Women will pay the steepest price for Trump’s Medicaid cuts

Tough times ahead.
Tough times ahead.
Image: AP Photo/Eric Gay
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Expanding the Mexico City Policy; cutting the US’s contribution to the United Nations Population Fund budget; proposing a health care reform plan that would significantly reduce women’s access to coverage—US president Donald Trump has already strung together a series of attacks on women’s health in his first few months in office. The latest missive is a proposal to cut the Medicaid budget $800 billion over 10 years, or nearly 15% annually (based on the 2016 Medicaid budget of $553 billion).

Because women comprise two thirds of the adult population (19 years or older) covered by Medicaid, those cuts will impact them most, says Usha Ranji, associate director for women’s health with the Kaiser Family Foundation. Overall, 39% of low income American women of reproductive age (15 to 49) are covered by the program.

Women who meet the income requirement (at or below 133-380% of the federal poverty line, depending on the state) automatically receive Medicaid coverage during pregnancy and for at least 60 days following delivery. (About 46% of the births across the country are covered by Medicaid.) And because they tend to be poorer than men across all demographics, women are also more likely to qualify for Medicaid as low-income parents, elders, and people with disabilities.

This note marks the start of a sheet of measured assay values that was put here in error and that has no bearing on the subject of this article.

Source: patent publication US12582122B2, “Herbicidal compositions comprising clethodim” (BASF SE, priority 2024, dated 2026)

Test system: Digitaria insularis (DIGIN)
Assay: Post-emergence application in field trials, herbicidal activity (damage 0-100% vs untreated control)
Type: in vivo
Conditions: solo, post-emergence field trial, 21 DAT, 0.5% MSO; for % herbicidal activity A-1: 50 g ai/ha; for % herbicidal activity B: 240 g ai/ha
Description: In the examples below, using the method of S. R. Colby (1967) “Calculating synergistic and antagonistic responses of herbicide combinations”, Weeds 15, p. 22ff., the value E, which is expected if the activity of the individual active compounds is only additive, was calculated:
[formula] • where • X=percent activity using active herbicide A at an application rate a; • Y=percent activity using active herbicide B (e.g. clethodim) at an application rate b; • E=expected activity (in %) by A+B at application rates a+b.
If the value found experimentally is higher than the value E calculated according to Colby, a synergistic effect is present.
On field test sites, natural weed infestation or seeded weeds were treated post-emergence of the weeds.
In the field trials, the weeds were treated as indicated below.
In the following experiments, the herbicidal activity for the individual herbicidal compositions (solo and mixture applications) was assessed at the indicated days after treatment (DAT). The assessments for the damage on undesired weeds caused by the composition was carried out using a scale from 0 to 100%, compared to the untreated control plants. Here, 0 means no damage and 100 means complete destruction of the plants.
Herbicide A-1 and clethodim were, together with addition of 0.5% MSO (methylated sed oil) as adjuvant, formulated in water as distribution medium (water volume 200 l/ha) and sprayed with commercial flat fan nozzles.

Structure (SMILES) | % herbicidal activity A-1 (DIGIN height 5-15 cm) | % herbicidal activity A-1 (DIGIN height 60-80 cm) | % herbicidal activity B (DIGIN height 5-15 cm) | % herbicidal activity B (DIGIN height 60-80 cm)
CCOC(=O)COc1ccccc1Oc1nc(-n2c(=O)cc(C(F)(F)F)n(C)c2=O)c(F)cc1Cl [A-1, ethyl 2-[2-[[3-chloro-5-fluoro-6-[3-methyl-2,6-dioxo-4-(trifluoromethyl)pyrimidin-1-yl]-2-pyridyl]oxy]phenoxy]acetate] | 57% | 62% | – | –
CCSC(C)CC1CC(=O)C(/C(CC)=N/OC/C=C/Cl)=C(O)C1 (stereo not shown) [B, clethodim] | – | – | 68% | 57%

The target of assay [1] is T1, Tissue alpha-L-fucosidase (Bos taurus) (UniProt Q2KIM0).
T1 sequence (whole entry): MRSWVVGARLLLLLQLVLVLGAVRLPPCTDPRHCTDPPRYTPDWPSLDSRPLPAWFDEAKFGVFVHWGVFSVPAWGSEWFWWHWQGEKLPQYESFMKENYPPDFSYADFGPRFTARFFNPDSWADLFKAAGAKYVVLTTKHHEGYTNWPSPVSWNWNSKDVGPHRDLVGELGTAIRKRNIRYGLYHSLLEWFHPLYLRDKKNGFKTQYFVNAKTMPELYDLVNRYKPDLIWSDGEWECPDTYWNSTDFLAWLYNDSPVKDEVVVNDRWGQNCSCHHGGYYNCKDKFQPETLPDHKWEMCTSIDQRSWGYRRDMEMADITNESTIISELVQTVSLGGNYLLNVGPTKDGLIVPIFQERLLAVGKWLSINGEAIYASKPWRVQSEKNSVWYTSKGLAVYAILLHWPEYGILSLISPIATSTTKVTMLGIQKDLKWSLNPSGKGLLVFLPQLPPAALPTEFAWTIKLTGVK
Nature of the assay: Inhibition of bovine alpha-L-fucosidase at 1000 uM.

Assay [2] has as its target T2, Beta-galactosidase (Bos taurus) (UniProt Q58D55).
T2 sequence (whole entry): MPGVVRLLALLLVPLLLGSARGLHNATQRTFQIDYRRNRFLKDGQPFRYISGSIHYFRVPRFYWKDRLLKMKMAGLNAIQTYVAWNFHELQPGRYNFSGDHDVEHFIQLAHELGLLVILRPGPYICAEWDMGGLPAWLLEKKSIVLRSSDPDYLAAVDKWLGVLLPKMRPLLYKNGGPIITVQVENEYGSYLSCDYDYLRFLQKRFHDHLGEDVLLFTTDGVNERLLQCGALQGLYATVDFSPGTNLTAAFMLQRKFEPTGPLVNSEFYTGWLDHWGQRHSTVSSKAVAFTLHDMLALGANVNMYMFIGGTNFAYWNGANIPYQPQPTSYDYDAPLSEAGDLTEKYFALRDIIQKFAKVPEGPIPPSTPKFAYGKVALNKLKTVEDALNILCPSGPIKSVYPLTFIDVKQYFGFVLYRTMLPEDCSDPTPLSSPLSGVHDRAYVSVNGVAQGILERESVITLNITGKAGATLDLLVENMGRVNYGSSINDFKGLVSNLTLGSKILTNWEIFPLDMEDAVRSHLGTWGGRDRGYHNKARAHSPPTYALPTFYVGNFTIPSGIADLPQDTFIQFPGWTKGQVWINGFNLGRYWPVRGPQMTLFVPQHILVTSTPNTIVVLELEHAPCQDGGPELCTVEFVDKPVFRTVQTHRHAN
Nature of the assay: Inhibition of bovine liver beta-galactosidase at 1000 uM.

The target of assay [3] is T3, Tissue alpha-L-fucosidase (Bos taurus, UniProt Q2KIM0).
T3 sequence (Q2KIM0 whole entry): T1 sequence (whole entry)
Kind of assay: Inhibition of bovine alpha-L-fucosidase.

Ranji says Medicaid also plays an outsized role when it comes to supplementing Medicare for women, the federal program for citizen over 65 and people with chronic disabilities. Medicaid offers financial assistance for expenses that are not covered by Medicare, such as nursing care; because women live longer and are poorer, they are more likely to use that benefit.

Then there’s contraceptive and family planning. In 2015, Medicaid accounted for 75% of all public funds spent on these sorts of services, largely because in order to get federal Medicaid funding, states have to provide some type of Medicaid-covered contraceptive services. Individual states can choose which types of services, but once they decided to offer a service, states cannot charge copays for those services, and must involve all the providers that are willing to participate (even if they provide other services that are not covered by Medicaid, such as abortions).

Since states pay only 10% of the total cost of these services, the remaining 90% is covered by the federal budget, says Ranji, states have included a large range of family planning and reproductive services in their Medicaid coverage, including screening for sexually transmitted illnesses, and HPV vaccines for adults. But if the Medicaid budget is cut significantly, states would be much less likely to commit to providing such a broad range of those types of services.

The Republican-proposed American Health Care Act, currently awaiting a vote in the Senate, would change the requirement that any willing provider be enrolled in Medicaid reproductive health programs. Instead, that decision would be left to the states. The act would also cut funding for reproductive health care providers that offer abortions (such as Planned Parenthood) regardless of what other services they provide (such as women’s health screening and reproductive counseling).